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Excerpted from Declaration of Pedro Naranjo of the Queres Nation. [Place of the Rio del Norte, December 19, 1682]

Declaration of Pedro Naranjo of the Queres Nation. [Place of the Rio del Norte, December 19, 1682]

Asked whether he knows the reason or motives which the Indians of this kingdom had for rebelling, forsaking the law of God and obedience to his Majesty, and committing such grave and atrocious crimes, and who were the leaders and principal movers, and by whom and how it was ordered; and why they burned the images, temples, crosses, rosaries, and things of divine worship, committing such atrocities as killing priests, Spaniards, women, and children, and the rest that he might know touching the question, he said that since the government of Senor General Hernando Ugarte y la Concha they have planned to rebel on various occasions through conspiracies of the Indian sorcerers, and that although in some pueblos the messages were accepted, in other parts they would not agree to it; and that it is true that during the government of the said senor general seven or eight Indians were hanged for this same cause, whereupon the unrest subsided. Some time thereafter [the conspirators] sent from the pueblo of Los Taos through the pueblos of the custodia two deerskins with some pictures on them signifying conspiracy after their manner, in order to convoke the people to a new rebellion, and the said deerskins passed to the province of Moqui, where they refused to accept them. The pact which they had been forming ceased for the time being, but they always kept in their hearts the desire to carry it out, so as to live as they are living today. Finally, in the past years, at the summons of an Indian named Popé who is said to have communication with the devil, it happened that in an estufa of the pueblo of Los Taos there appeared to the said Popé three figures of Indians who never came out of the estufa. They gave the said Popé to understand that they were going underground to the lake of Copala. He saw these figures emit fire from all the extremities of their bodies, and that one of them was called Caudi, another Tilini, and the other Tleume; and these three beings spoke to the said Popé, who was in hiding from the secretary, Francisco Xavier, who wished to punish him as a sorcerer.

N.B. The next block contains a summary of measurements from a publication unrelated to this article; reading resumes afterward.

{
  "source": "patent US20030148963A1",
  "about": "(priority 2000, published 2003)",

Charles Wilson Hackett, Revolt of the Pueblo Indians of New Mexico and Otermin's Attempted Reconquest, 1680-1682 (Albuquerque, NM: University of New Mexico, 1942), Volume 2: 245-49.

Creator Spanish officials interviewing Naranjo
Context The Spanish were reeling from the Pueblo Revolt.
Audience Spanish officials
Purpose To understand the cause and the course of the revolt

Historical Significance

The Pueblo Revolt horrified Spanish leaders in North America, and late in 1681 they set out to reconquer the Native tribes. They soon captured Pedro Naranjo, a Pueblo who spoke Spanish, and interrogated him about the origins of the uprising of the previous year.


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